Back to the basics of great storytelling

Back to the basics of great storytelling

Back to the basics of great storytelling

First published in Leisure News
Last updated
Warrington Guardian: Photograph of the Author by , Entertainment Reporter

BEING a screenwriter is all about trust.

You have to trust that actors will do your characters justice and when you hand your script to a director you have to trust that they share your vision.

But when Steven Knight wrote the screenplay for Locke he found he could not let it go so easily.

An innovative passion project on a small budget, he wanted to do the film his own way.

“It felt more like an obligation to be honest,” said Steven, who is best known for writing Dirty Pretty Things and Eastern Promises.

“When you write a film you see it in your head. You see it in a particular way because that is how you imagined it.

“I’ve been really lucky to then hand over the script to fantastic directors like Stephen Frears and David Cronenberg and incredible actors who have done such brilliant work.

“But it’s different to how you imagined it so in the end you feel obliged to try it yourself and take that film that is in your head and put it on a screen.”

Steven worked behind the camera for the first time on the crime film Hummingbird with Jason Statham and that got him thinking.

He told Weekend: “In the process of making that film we had done a lot of testing of digital cameras by shooting from moving vehicles “I found it hypnotic looking at that footage and I wondered if there were other ways of inviting an audience into a room, turning off the lights and having them engage with the screen for 90 minutes. Lots of things came to me at once. I wanted to do a film about the drama of an ordinary life and also a journey where someone begins with everything and they arrive at their destination and they have nothing.”

So Steven created the character Ivan Locke over Christmas and filming began just two months later.

TomHardy plays a man who has the perfect family and a top job in construction but a past mistake and his choice to drive from Birmingham to London could see his carefully crafted life fall apart.

Steven, who created BBC’s Peaky Blinders, added: “I wanted the character to be pretty much the most ordinary person and not one of those monsters and larger than life characters that Tom often plays.

“But that is as much of a challenge as anything else.

“Tom’s one of those actors that even if there are other actors on the screen people are looking at him. He just has that magnetic quality and this is something that for obvious reasons you need, someone who is very watchable but also someone who can pull off the performance.

“Tom loves things that are a challenge and that push the boundaries so he was on board with the idea.”

One of the most intriguing elements of the film is that it is all set in real time as Locke makes his motorway journey and takes and receives calls.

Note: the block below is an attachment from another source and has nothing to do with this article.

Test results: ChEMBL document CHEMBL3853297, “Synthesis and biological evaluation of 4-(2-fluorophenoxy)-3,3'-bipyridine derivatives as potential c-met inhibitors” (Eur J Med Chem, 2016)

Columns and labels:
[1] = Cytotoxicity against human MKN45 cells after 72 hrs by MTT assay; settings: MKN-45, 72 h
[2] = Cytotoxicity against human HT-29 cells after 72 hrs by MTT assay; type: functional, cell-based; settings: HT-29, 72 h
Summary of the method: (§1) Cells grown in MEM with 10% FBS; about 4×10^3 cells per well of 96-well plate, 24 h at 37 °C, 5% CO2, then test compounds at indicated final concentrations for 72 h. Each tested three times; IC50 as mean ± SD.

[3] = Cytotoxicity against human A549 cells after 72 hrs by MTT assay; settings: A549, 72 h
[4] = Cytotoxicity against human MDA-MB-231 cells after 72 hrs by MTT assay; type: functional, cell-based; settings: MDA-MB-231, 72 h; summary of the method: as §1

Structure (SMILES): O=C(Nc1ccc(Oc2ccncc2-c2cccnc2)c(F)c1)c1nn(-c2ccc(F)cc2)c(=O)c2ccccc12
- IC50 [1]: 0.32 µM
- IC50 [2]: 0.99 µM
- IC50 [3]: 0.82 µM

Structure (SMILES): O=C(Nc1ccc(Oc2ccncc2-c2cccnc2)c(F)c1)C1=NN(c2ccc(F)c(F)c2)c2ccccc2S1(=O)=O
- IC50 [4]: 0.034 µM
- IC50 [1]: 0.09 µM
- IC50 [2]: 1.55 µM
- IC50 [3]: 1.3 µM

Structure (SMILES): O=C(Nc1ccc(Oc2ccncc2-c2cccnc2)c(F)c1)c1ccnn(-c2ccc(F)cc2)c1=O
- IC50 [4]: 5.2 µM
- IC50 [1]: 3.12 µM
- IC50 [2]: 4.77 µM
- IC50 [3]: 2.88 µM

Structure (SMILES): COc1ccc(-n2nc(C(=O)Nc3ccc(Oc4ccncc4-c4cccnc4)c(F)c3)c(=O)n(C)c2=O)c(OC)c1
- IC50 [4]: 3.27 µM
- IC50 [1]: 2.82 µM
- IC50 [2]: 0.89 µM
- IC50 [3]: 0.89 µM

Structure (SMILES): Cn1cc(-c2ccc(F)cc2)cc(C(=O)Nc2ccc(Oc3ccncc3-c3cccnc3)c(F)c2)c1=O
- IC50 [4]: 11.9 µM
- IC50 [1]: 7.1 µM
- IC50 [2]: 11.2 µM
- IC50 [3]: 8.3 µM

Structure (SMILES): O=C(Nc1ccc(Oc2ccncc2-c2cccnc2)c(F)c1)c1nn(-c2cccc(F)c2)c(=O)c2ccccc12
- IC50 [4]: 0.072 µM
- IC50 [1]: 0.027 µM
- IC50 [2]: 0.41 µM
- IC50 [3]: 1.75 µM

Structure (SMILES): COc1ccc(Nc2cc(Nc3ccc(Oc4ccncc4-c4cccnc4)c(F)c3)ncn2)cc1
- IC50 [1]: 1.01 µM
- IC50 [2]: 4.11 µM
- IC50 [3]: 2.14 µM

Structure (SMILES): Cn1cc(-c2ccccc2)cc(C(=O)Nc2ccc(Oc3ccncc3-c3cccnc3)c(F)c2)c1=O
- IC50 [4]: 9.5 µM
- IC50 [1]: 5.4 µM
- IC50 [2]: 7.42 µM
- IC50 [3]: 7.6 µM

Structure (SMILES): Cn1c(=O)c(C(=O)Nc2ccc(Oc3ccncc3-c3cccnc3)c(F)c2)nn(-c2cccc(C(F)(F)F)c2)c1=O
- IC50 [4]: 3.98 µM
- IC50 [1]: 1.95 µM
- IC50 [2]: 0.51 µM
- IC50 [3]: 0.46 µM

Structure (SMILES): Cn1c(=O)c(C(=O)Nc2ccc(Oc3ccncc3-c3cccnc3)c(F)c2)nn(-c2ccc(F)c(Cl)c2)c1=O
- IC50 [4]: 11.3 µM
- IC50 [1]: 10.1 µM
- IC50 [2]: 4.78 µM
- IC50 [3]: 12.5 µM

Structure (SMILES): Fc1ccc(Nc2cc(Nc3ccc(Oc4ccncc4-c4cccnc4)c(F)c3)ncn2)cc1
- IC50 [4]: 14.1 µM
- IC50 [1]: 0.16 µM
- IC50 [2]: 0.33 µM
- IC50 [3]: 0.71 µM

“I wanted to go back to a very basic way of shooting,” said Steven, who won a British Independent Film Award for Locke’s screenplay.

“We set up three cameras in the car and we had the other actors making the calls in a hotel conference room with a real phone line to the car.

“We had to deal with problems without stopping.

“For example, there was a rattle in the car. Normally you would pull over and sort that out but we carried on and it actually helped for a moment to add to the tension.

“If you invite the chaos of the world you can use it to your advantage. There is a police car that shoots past and there is a traffic jam at the perfect moment.

“The good thing about having the vehicle is that certain metaphorical issues are dealt with just by the reality of where you are.

“The future is down the road and the sat nav is telling you that is where you have to go. The past is in the rear viewmirror.

“So the structure was there already and I wanted the outside world to feel like chaos so we doubled up on the reflections and even trebled the reflections at times to make it feel like this uncontrollable movement of lights.”

Steven, who started his career writing and producing radio adverts, said that screenwriting will continue to be his ‘day job’.

He is currently working on the script for a sequel to WorldWar Z.

But he told Weekend that he wants to continue directing small budget performance-led films.

Steven added: “There are a lot of rules in film and scriptwriting which everyone will tell you can’t be broken.

“Studios will have their set way of doing things because it is a business and if something has worked before they will do it again.

But I also think it is time that some of those rules were challenged a bit.”

Locke is out now on DVD and Blu-ray.

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